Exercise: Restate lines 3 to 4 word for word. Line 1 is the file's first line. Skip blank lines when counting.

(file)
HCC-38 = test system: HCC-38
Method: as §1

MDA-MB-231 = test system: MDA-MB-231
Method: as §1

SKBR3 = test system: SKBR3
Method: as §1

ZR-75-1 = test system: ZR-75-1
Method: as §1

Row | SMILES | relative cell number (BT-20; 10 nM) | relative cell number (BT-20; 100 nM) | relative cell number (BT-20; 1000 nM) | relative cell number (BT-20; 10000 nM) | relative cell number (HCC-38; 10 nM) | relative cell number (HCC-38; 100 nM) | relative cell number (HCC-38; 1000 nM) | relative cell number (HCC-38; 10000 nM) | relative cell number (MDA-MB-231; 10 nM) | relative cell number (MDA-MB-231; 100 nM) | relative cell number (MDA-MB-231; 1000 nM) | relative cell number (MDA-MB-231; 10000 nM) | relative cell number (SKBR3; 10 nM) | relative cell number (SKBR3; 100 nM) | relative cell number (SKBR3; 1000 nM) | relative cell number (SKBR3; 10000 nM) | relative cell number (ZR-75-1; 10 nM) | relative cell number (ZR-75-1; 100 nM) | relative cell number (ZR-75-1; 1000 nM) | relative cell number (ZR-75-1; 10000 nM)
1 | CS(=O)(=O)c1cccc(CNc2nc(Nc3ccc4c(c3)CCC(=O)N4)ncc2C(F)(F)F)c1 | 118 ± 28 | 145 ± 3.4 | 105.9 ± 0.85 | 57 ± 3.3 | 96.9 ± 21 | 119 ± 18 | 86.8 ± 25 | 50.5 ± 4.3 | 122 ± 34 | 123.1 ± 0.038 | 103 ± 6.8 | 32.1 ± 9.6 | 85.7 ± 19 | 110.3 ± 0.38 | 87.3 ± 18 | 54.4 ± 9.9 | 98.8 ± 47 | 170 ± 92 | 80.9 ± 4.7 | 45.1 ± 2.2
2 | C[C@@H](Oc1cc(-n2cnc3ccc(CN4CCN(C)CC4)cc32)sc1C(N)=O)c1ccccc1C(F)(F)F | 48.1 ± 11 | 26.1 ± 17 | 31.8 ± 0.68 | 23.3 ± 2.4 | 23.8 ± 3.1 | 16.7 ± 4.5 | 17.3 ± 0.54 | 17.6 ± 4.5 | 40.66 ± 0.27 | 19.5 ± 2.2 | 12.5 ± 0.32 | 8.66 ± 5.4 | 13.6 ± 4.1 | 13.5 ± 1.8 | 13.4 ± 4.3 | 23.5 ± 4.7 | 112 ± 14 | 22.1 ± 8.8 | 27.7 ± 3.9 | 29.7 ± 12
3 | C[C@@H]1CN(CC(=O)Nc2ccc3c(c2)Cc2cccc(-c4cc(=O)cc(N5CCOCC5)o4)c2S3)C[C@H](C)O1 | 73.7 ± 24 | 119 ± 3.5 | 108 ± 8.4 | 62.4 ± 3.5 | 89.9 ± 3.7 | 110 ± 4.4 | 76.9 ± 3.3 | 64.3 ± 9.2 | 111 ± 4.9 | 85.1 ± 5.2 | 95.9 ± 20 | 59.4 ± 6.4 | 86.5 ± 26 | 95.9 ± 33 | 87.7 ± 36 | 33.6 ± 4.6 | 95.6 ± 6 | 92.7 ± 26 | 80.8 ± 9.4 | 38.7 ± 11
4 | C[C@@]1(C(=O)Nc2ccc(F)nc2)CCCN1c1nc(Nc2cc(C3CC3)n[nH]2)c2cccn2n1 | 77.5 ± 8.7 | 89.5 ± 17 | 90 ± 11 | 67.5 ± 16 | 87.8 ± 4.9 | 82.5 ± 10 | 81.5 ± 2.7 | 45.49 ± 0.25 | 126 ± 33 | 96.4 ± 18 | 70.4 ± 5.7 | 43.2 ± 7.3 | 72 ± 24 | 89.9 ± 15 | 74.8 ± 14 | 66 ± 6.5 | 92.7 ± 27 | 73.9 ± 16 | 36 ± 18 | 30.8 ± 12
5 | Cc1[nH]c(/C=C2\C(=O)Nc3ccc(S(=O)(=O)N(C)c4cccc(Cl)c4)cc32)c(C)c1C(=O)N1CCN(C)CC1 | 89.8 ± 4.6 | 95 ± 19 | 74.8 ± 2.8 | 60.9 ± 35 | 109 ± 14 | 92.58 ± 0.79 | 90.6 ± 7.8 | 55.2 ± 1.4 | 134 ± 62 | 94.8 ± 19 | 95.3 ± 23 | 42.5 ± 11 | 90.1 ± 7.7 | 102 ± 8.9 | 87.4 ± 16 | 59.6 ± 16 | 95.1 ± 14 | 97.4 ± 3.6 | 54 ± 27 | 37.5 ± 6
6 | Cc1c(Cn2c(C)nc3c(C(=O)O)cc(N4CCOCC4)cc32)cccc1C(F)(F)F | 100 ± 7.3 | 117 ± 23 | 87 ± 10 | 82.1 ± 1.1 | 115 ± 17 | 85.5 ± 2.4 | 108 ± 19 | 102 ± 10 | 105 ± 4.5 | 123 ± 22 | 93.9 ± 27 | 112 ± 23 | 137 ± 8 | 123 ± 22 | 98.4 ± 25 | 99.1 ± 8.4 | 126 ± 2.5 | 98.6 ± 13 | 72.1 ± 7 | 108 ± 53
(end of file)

MDA-MB-231 = test system: MDA-MB-231
Method: as §1